Singleton births: Births in single-gestation pregnancies.

Multiple births: Births in multiple-gestation pregnancies (i.e., twin and triplet and higher-order births).

 

Data source and methods

This report is based on 2014–2016 data from the Natality Data File from the National Vital Statistics System (NVSS). The vital statistics natality file is derived from birth certificates and includes information for all births occurring in the United States. It is the primary data set for analyzing birth trends and patterns in the United States.

Gestational age is based on the obstetric estimate of gestation (5). Race and Hispanic origin are self-reported by the mother and are based on bridged-race categories (4). Data by state are based on the mother’s place of residence.

References to increases or decreases in preterm birth rates indicate that differences are statistically significant at p < 0.05 based on a z  test for difference in proportions. References to decreasing or increasing trends are statistically significant at the 0.05 level and assessed using the Cochran–Armitage test for trends, a modified chi-squared test.

 

About the authors

Joyce A. Martin and Michelle Osterman are with the National Center for Health Statistics, Division of Vital Statistics, Reproductive Statistics Branch.

 

References

  1. Mathews TJ, MacDorman MF, Thoma ME. Infant mortality statistics from the 2013 period linked birth/infant death data set. National Vital Statistics Reports; vol 64 no 9. Hyattsville, MD: National Center for Health Statistics. 2015.
  2. Behrman RE, Butler AS, editors. Preterm birth: Causes, consequences, and prevention. Institute of Medicine Committee on Understanding Premature Birth and Assuring Healthy Outcomes. Washington, DC: National Academies Press. 2007.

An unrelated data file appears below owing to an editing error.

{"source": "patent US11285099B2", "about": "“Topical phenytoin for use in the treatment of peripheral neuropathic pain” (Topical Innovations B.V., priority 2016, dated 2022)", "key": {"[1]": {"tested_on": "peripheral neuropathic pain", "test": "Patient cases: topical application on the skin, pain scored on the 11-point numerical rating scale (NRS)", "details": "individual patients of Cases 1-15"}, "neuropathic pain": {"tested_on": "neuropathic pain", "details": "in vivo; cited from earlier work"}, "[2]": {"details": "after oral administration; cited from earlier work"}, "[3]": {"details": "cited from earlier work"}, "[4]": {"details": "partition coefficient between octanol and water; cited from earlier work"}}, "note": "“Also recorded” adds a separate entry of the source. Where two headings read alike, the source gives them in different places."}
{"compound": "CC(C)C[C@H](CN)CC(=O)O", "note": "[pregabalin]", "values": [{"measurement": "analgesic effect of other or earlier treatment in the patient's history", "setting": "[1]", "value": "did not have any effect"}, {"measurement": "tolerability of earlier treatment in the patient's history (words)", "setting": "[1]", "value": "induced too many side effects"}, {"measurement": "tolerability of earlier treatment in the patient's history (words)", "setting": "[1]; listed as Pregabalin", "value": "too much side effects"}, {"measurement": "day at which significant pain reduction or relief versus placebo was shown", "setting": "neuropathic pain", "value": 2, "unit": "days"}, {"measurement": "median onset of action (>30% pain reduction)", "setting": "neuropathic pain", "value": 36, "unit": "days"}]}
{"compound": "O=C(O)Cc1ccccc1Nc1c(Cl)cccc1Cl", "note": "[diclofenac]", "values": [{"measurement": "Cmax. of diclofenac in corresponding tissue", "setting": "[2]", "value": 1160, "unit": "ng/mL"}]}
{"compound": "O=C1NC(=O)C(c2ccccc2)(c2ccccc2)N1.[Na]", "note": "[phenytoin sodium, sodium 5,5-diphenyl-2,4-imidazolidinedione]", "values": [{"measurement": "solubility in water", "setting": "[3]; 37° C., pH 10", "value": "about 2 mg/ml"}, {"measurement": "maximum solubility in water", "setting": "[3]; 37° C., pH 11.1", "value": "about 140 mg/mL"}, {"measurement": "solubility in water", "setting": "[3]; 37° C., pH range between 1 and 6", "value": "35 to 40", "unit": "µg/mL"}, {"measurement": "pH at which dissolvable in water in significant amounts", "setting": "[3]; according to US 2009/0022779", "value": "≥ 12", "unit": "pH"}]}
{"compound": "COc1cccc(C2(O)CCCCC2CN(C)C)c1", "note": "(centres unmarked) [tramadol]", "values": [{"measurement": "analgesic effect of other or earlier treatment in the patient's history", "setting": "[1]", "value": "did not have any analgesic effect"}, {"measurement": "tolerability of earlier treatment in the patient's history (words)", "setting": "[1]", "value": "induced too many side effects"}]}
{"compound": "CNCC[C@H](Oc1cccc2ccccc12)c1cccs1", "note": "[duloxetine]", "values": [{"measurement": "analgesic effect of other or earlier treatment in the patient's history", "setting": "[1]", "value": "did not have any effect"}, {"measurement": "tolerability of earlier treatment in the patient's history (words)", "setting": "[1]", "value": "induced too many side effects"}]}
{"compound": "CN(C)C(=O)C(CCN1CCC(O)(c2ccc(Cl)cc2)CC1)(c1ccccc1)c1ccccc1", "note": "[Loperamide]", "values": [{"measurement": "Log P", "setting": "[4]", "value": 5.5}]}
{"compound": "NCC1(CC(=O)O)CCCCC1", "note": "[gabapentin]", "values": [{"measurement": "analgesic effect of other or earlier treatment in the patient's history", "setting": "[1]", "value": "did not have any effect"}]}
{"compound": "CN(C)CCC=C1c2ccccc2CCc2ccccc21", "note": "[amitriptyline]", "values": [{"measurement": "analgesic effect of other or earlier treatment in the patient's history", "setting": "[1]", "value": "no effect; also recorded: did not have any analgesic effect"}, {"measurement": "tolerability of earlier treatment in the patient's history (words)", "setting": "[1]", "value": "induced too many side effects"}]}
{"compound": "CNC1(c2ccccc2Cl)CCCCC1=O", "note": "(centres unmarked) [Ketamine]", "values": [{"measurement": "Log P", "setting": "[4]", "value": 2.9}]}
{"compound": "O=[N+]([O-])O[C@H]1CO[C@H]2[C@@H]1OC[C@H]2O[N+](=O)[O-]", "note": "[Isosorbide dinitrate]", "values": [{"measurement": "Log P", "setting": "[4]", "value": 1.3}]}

3. Blencowe H, Cousens S, Chou D, Oestergaard M, Say L, Moller AB, et al. Born too soon: The global epidemiology of 15 million preterm births. Reprod Health 10 Suppl 1:S2. 2013.
  4. Martin JA, Hamilton BE, Osterman MJK, Curtin SC, Mathews TJ. Births: Final data for 2013. National Vital Statistics Reports; vol 64 no 1. Hyattsville, MD: National Center for Health Statistics. 2015.
  5. Martin JA, Osterman MJK, Kirmeyer SE, Gregory ECW. Measuring gestational age in vital statistics data: Transitioning to the obstetric estimate. National Vital Statistics Reports; vol 64 no 5. Hyattsville, MD: National Center for Health Statistics. 2015.
  6. Martin JA, Hamilton BE, Osterman MJK, Driscoll AK, Drake P. Births: Final data for 2016. National Vital Statistics Reports; vol 67 no 1. Hyattsville, MD: National Center for Health Statistics. 2018.
  7. Martin JA, Hamilton BE, Osterman MJK. Births in the United States, 2016. NCHS Data Brief, no 287. Hyattsville, MD: National Center for Health Statistics. 2017.
  8. Hamilton BE, Martin JA, Osterman MJK, Driscoll AK, Rossen LM. Births: Provisional data for 2017. Vital Statistics Rapid Release; no 4. Hyattsville, MD: National Center for Health Statistics. May 2018.

 

Suggested citation

Martin JA, Osterman MJK. Describing the increase in preterm births in the United States, 2014–2016. NCHS Data Brief, no 312. Hyattsville, MD: National Center for Health Statistics. 2018.

Copyright information

All material appearing in this report is in the public domain and may be reproduced or copied without permission; citation as to source, however, is appreciated.

National Center for Health Statistics

Charles J. Rothwell, M.S., M.B.A., Director
Jennifer H. Madans, Ph.D., Associate Director for Science

Division of Vital Statistics

Delton Atkinson, M.P.H., M.P.H., P.M.P., Director
Hanyu Ni, Ph.D., M.P.H., Associate Director for Science

  
Figure 1 is a stacked bar chart showing preterm birth rates at less than 34, 35, 36, and less than 37 weeks in the United States for 2014, 2015, and 2016.
  
Figure 2 is a bar chart showing early, late, and total preterm rates for singleton and multiple births for the United States for 2014, 2015, and 2016.
  
Figure 3 is a bar chart showing early, late, and total preterm birth rates by race and Hispanic origin of the mother in the United States for 2014, 2015, and 2016.
  
Figure 4 is a map showing the percent change in preterm birth rates by state for the United States for 2014 and 2016.